Tokyo Imperial Palace
The actual Imperial Palace grounds are open only on special occasions, for example on the Emperor’s birthday, and unfortunately we happened to come on a day that it was neither. In fact, it was pretty much surrounded by policemen, who incredibly are still armed with…
I’d say it’s either a testament to how safe Japan is, or perhaps how, in a lot of ways, Japan is still pretty old-fashioned. The police sport 5-shot, .38 special revolvers, much like how American cops did up until the late 1980s. Either way, I think it’s awesome.
The palace perimeter was closed off, so the farthest we could get in was the avenue of trees at the top of this section. Despite this, where else in the world would a quick train ride and hop across the station take you so close to the country’s most eminent person?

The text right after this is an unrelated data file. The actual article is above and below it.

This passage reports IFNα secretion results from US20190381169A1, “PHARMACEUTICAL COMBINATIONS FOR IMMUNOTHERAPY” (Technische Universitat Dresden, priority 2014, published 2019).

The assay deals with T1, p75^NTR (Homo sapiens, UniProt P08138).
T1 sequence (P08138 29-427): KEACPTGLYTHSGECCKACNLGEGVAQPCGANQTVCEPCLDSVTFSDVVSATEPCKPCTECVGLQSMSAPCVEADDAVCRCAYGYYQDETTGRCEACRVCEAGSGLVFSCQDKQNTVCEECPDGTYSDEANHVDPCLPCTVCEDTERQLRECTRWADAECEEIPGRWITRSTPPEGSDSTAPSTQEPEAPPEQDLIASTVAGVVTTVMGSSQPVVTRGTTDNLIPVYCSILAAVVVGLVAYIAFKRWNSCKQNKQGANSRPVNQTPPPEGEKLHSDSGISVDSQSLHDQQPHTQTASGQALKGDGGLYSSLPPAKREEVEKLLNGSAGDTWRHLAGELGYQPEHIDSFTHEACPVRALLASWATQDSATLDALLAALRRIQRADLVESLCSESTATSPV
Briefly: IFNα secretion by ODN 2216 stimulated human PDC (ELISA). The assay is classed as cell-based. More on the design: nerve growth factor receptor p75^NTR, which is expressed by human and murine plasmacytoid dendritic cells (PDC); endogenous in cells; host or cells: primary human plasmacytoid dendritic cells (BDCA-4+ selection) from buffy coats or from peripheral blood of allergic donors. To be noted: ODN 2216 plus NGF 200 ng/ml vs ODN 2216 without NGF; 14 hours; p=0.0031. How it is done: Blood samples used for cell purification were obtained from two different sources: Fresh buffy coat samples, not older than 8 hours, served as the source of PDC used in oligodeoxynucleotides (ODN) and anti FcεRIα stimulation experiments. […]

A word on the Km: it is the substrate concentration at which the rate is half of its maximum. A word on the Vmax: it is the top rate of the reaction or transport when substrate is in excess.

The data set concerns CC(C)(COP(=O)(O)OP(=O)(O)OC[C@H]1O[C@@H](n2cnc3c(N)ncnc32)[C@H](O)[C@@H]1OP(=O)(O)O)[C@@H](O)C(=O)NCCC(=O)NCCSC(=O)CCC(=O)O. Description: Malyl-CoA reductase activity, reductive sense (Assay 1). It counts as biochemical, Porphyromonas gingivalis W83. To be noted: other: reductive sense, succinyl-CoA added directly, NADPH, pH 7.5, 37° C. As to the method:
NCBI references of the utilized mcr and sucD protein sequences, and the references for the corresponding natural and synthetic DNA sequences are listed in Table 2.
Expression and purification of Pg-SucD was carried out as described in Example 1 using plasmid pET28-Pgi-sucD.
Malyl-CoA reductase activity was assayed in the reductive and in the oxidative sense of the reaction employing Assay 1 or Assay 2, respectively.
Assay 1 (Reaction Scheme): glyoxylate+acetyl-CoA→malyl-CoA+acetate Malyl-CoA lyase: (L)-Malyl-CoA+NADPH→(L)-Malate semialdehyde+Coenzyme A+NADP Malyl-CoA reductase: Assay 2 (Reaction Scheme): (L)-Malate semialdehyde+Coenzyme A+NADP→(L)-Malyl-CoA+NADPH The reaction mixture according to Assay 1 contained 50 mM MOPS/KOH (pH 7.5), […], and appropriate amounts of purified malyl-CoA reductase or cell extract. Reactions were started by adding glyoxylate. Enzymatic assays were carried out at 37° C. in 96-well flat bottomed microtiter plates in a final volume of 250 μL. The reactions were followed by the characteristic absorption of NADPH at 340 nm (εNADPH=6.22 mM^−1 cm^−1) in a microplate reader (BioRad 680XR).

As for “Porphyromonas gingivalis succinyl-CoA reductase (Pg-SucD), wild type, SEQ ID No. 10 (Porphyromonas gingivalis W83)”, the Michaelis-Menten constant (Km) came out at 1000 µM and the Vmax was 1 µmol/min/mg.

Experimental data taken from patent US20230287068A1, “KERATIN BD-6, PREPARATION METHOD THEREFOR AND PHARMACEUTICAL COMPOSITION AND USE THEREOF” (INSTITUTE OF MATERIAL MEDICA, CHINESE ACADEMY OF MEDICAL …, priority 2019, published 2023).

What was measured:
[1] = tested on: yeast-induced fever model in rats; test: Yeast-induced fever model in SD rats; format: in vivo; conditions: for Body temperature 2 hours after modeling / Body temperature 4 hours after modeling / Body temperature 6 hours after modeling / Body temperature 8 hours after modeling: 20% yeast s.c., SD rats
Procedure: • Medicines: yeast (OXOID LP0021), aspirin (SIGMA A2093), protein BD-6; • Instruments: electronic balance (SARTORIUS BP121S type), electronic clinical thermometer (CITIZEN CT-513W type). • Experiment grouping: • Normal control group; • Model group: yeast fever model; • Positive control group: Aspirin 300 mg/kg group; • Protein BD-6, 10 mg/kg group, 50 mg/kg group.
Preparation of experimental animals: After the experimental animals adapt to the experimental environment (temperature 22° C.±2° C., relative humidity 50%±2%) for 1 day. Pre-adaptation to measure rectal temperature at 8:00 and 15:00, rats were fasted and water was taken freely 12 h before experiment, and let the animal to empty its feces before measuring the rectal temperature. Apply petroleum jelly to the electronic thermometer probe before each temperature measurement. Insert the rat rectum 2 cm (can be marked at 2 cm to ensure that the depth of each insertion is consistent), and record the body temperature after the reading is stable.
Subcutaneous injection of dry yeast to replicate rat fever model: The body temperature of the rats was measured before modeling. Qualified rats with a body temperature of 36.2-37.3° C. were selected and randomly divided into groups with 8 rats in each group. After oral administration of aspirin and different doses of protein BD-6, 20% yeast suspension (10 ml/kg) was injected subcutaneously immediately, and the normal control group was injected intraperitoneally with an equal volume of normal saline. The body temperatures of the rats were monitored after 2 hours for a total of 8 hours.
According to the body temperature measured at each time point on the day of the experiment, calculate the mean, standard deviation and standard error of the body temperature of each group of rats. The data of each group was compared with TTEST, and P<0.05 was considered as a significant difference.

I was in Tokyo for a total of maybe 16 waking hours. In that time, I saw:
Sumo wrestlers at Tokyo Station
That Japanese cops still carry revolvers
The first one is kind of cheating, because I saw him at Tokyo ComicCon. But hey, it kinda counts, right?
Despite its name, Tokyo ComicCon actually takes place in the neighboring Chiba prefecture. Tokyo Disneyland is also in Chiba prefecture, for that matter, but calling it Chiba Disneyland just doesn’t have the same ring. Anyways, right off the bat: I have been to only one other ComicCon in my life, ComicCon Revolution in Ontario, CA. And believe it or not, this latter unofficial offshoot of ComicCon had actually been bigger than this official ComicCon in Tokyo. There were very few amateur booths where people were selling their products/handmade stuff. There were, however, many official booths (unlike ComicCon Revolution) of some of the biggest players in the comic industry: Marvel, Star Wars, DC, and so on. At the Marvel setup, I got to meet the editor-in-chief of Marvel Comics C.B. Cebulski! He was a very nice guy and signed my bag.
Tom Hiddleston came as a guest, where he basically answered all Avengers-related questions with “I know the answer but I can’t tell you.” And of course, lots of awesome costumes. The girlfriend and I dressed up as Han and Qi’ra from Solo: